(I got rejected, but I love this essay)
I decided to become a doctor because I want to defend the right of every soul that crosses my path to live healthily and happily. When I was honest with my abilities, interests and achievements at that pivotal moment in my life when I chose this profession, medicine made the most sense and the path into it was clear. As a student doctor, I have made a great effort to ensure that my focus was not solely on the human body, but also the humanity which animates it. The human existence is the marriage of a myriad of disciplines and experiences and I never want to forget that.
I believe that my studies thus far in the humanities, social justice, and the health sciences will help to contribute to a vibrant conversation about conscious medical practice, identifying bias in both negative and positive contexts, and the next ethical step in the evolution of medicine, should I be deemed worthy to receive this Fellowship.
It is my sincere belief that this fellowship will help me continue my education in a subject that is a necessary component of modern medicine: ethics. For me, the Holocaust is one of many appropriate beginnings for my continued enrichment in the history of ethics for personal reasons as well as practical ones.
My practical reason is related to my career choice in medicine. The research and evidence demonstrating the existence of the social determinants of health now is astounding. The social determinants of health speaks to an understanding that one’s wellbeing is not just intrinsic to the individual but also contingent on the milieu by which they are surrounded and the sphere they occupy in their society. Race, gender, sexuality, religion, immigration status, socioeconomic status and many other things can affect the severity of the same disease in two individuals with different backgrounds. It has been very well demonstrated that those belonging to marginalized groups tend to have poorer health outcomes for most diseases. We as current and future clinicians tend to focus more on the avoidable, downstream manifestations of these social determinants, an expected consequence of how we are instructed and trained. We’re more likely to treat an anxiety and depression complaint with a medication than take a step back and realize that the anxiety and depression of our patient is a function of a poor, single mother with job and food insecurity, almost no social support and poor literacy skills being denied necessary aid from the government because she filled out her forms incorrectly as English is her second language.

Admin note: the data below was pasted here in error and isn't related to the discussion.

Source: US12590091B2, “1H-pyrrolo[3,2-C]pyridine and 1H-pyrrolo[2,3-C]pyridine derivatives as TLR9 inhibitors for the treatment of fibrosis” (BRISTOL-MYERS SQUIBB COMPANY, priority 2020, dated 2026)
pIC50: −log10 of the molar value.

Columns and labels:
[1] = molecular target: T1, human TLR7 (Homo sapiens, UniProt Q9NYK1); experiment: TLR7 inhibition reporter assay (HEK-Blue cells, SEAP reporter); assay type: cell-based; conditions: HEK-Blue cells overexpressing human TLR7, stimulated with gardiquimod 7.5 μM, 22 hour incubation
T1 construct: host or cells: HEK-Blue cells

And often, even if we are aware of all of that, our power to help such an individual may be limited to that prescription. However, we’re uniquely poised in the present climate of medicine to start addressing those identifiable upstream social determinants of health, at the societal level.